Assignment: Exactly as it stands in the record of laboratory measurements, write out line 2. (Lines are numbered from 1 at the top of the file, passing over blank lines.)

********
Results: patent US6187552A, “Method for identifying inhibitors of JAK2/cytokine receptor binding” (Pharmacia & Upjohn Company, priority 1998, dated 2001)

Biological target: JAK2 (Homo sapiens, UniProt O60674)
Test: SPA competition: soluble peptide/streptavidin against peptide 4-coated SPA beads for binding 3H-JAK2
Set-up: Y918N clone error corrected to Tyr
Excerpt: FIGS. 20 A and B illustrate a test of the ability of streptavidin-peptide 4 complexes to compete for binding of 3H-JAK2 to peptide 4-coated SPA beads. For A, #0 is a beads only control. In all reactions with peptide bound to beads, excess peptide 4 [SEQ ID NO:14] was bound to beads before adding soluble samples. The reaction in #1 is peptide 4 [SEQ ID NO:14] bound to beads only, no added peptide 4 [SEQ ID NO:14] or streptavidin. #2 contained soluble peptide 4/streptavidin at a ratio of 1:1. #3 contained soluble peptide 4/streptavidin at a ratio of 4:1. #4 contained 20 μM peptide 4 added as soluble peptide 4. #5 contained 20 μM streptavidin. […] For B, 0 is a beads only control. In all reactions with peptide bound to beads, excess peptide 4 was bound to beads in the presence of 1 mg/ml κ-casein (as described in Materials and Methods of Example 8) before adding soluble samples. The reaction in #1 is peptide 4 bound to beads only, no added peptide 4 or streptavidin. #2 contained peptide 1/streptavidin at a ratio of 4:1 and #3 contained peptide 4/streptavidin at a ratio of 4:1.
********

Biological target: JAK2 (Homo sapiens, UniProt O60674)